An autoethnographic review of disability in Iran
MetadataShow full item record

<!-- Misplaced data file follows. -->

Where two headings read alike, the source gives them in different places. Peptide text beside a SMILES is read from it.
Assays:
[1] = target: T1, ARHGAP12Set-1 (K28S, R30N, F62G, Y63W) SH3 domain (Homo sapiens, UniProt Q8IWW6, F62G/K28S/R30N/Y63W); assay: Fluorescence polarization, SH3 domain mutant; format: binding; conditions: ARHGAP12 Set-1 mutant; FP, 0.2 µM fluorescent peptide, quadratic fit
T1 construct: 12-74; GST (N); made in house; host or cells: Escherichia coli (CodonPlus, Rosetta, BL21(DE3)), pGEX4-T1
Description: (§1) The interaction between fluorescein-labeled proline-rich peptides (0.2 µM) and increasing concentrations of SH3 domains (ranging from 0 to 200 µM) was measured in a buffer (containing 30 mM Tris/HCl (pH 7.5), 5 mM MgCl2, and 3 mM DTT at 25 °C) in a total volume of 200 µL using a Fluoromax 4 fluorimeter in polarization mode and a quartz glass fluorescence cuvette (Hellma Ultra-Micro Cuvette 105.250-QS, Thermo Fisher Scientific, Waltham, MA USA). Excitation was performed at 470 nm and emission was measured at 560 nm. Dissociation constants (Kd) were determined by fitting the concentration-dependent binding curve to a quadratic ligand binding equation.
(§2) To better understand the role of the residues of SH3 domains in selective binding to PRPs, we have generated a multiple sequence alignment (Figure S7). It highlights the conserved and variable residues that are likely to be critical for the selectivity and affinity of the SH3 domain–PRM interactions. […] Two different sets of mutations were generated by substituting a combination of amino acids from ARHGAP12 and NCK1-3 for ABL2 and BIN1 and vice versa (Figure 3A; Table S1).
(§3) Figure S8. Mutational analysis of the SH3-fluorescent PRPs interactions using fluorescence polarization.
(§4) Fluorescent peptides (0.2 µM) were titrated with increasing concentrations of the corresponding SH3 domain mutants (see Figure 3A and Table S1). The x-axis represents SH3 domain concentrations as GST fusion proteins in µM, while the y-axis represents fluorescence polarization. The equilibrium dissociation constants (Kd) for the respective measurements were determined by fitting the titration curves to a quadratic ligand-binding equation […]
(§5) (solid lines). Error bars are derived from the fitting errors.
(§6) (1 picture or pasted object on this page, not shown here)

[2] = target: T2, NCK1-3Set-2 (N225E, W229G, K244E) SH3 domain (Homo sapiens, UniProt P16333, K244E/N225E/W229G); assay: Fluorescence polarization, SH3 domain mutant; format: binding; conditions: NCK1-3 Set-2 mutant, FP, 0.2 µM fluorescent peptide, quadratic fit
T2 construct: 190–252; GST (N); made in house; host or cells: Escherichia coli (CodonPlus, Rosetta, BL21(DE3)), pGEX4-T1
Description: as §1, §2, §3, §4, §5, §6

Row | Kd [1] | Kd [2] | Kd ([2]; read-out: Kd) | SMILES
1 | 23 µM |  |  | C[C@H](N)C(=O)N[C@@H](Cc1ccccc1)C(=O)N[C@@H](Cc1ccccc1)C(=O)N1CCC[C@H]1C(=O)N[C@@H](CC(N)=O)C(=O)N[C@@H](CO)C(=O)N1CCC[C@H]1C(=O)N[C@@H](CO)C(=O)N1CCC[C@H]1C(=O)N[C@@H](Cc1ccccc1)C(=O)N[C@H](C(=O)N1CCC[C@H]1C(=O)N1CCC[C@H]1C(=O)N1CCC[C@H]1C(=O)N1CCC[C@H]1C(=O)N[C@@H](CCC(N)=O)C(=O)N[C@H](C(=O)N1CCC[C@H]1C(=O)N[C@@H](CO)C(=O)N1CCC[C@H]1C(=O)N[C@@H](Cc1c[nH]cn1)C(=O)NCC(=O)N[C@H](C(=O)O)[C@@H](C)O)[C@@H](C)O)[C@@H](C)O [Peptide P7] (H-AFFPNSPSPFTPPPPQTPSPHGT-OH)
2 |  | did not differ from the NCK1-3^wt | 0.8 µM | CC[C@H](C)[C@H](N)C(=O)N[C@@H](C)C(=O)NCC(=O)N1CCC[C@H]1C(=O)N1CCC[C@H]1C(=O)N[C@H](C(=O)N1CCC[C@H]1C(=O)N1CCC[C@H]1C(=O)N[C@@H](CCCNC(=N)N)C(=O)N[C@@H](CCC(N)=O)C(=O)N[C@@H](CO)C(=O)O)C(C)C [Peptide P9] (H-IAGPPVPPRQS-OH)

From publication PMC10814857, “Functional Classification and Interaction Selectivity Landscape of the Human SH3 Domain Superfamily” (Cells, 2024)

This thesis is an autoethnographic examination of my understanding of disability and the disability community as a non-disabled person growing up in Iran. This understanding is in two phases: before enrolling in the Disability Studies program at the University of Manitoba and after completing my studies. It demonstrates how my perceptions of disability have evolved and critically examines all my disability-related experiences as a child, as a university student, and later as an art therapist and Disability Studies student. With this thesis, I hope to raise public awareness about the disability situation in Iran and initiate a socio-cultural shift in my country. Disability Studies enabled me to better understand disability issues and urged me to question everything I had previously believed. It assisted me in observing the barriers, challenges, and stigmatization that people with disabilities face daily that non-disabled people are unaware of. My overarching goal is to raise awareness of the challenges that the disability community faces so that we can move closer to removing all barriers and creating a barrier-free and inclusive society for all, especially in my home country, Iran.